ESPE Abstracts (2014) 82 FC7.4

A Decade of Clinical Experience in a Swedish University Centre Using Prediction Models to Optimize GH Treatment in Prepubertal Children

Jovanna Dahlgren

Department of Pediatrics, Göteborg Pediatric Growth Research Centre, The University of Gothenburg, Gothenburg, Sweden

Background: The individual growth response on a certain GH dose is an indirect measurement of tissue responsiveness to GH. Several models of predicting the first year growth response on GH treatment are published and a clinical trial has been performed based on these algorithms. However, no clinical unit has evaluated the practical use of these prediction models on GH treatment.

Objective and Hypotheses: To use prediction models in clinical practice to choose those short children that will benefit of GH treatment. Prediction models can be used as a complement to optimize GH treatment.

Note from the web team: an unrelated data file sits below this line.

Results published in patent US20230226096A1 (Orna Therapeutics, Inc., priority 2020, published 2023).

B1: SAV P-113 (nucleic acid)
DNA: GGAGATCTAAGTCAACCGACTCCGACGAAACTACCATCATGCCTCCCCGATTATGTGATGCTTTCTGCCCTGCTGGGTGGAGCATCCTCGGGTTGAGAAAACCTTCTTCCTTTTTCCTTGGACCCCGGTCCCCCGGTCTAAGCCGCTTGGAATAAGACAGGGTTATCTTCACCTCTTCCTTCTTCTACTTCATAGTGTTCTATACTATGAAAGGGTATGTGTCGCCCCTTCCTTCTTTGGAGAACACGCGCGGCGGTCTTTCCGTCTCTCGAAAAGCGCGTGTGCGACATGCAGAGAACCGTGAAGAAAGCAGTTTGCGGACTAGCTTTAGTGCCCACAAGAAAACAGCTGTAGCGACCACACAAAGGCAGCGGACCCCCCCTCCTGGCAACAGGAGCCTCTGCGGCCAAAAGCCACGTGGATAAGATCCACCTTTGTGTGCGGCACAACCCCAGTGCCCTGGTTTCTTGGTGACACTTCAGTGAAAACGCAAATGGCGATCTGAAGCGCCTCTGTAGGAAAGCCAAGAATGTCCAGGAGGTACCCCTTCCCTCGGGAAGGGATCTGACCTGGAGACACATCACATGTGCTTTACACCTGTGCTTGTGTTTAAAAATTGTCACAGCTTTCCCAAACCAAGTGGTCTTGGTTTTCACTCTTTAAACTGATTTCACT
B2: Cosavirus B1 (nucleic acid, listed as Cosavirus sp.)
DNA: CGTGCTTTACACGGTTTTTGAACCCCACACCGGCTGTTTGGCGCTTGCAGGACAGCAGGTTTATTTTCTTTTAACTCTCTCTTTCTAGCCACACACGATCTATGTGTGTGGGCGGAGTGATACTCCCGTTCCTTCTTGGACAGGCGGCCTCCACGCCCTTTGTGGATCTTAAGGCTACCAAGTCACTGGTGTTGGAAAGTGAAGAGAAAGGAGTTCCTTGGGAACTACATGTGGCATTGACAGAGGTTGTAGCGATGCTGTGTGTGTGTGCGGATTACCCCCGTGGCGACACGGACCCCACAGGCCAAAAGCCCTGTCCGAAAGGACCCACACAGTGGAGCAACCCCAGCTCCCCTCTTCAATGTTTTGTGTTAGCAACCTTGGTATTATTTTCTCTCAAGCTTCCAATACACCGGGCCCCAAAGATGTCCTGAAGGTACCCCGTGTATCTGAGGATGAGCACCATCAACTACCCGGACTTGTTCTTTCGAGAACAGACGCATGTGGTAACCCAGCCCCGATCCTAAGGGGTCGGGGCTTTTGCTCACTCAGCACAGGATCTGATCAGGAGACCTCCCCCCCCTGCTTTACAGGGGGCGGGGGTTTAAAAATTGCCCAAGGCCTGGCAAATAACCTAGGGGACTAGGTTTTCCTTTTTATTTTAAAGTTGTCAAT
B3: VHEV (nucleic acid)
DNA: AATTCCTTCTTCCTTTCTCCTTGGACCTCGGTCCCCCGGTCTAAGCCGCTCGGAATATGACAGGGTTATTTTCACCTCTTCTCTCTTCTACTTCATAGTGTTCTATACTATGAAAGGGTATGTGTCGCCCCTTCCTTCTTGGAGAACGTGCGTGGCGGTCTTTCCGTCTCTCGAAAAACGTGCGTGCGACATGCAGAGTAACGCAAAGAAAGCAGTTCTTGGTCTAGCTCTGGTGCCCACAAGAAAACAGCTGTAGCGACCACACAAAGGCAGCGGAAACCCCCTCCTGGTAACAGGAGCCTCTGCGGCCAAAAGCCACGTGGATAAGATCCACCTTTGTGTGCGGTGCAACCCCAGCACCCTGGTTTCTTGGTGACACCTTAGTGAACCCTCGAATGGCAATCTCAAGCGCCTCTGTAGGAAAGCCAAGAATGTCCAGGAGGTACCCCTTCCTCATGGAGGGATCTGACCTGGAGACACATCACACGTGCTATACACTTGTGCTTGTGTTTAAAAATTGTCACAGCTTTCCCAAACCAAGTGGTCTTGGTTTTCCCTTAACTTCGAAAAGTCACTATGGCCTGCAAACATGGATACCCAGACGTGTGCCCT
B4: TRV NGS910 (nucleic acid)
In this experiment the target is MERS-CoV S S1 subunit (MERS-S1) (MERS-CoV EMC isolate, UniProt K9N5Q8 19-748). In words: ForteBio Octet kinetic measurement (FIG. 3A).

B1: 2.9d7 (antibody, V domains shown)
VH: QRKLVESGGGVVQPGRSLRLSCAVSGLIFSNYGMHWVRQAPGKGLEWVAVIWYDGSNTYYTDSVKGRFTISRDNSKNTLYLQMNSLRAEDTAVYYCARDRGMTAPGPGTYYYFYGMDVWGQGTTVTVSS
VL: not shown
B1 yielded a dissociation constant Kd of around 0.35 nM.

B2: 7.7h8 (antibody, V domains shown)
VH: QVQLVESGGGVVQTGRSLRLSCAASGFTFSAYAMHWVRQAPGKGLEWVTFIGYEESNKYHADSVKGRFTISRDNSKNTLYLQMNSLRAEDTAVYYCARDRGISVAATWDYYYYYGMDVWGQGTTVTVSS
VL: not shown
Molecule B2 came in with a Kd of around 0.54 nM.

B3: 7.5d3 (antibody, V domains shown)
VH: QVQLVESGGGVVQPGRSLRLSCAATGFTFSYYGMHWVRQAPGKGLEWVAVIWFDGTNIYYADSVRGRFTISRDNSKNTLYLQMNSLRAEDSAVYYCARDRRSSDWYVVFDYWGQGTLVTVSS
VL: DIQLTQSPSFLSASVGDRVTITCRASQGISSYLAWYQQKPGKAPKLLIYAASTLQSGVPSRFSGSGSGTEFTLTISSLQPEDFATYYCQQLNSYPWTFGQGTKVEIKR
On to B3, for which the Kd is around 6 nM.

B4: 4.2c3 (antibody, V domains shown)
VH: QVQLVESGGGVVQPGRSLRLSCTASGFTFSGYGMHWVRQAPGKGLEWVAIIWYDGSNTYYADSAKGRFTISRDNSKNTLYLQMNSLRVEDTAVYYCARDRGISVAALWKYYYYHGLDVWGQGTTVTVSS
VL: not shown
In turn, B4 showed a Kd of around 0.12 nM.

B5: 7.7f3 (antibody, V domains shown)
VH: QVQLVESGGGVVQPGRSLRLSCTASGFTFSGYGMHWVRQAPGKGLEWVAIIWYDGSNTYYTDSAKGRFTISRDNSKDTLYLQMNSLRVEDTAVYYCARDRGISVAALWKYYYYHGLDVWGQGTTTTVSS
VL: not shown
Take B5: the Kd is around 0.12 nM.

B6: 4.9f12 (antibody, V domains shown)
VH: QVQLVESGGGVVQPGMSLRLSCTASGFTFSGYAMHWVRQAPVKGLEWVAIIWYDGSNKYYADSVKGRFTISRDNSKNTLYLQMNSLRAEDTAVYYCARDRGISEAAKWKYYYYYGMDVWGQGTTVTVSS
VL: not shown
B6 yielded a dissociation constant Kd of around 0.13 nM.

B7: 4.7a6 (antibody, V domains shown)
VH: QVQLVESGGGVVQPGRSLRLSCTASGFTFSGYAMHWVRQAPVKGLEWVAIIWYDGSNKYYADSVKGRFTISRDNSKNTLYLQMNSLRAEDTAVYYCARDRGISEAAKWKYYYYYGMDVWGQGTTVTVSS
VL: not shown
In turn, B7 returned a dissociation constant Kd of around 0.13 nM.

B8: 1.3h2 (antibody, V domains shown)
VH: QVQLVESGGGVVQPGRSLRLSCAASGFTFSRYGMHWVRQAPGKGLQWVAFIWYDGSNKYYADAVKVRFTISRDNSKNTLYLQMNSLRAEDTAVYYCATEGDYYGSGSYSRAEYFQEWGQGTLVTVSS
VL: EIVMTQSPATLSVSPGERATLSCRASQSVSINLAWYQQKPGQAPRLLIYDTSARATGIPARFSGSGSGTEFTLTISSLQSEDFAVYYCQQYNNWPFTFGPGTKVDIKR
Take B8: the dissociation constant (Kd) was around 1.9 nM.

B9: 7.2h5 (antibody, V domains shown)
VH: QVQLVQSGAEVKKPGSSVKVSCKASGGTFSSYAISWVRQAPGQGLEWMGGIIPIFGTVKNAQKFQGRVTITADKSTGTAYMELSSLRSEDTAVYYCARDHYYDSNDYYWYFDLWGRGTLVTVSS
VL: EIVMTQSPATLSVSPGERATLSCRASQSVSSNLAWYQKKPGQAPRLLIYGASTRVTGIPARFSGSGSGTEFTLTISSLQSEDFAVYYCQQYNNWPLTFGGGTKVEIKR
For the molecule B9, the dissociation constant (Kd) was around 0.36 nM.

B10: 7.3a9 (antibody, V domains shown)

Method: The prediction model used is based on heightSDS and weightSDS at GH-start, early growth, mid-parental height SDS, 24-h GH profile, IGF1SDS. 122 short prepubertal children (60% boys) (height <−2 SDS) were investigated at Queen Silvia Children’s Hospital 2004–2012 with a 12/24-h profile and IGF1 levels. Exclusion criteria were chronic disease, malignancy, small-for-gestational-age and syndrome (n=20) or predicted height gain <0.7 SDS (n=39). Mean height SDS was −2.6 (range, −4.2 to −2 SDS).

Results: Mean predicted height gain the first 12 months on treatment was 0.85 SDS (range, 0.7–1.6). The observed height gain during these 12 months was 0.66 SDS (range, 0.5–1.3). This was studied with Bland–Altman plot. A difference between observed and predicted response of 0.20 SDS was found. Interestingly, the majority of children were systematically over-predicted 0.20–0.28 SDS, but still the individual diagnosis of very good or good responders before treatment was confirmed on treatment.

Conclusion: We found a good correlation between predicted and reported first year growth in short children treated with GH, although with a systematic overestimation of the individually predicted values. This is expected by previous validations (2×SDres of 0.37). Despite this overestimation, the model can be used as an integrated tool in decision-making at start of GH treatment.

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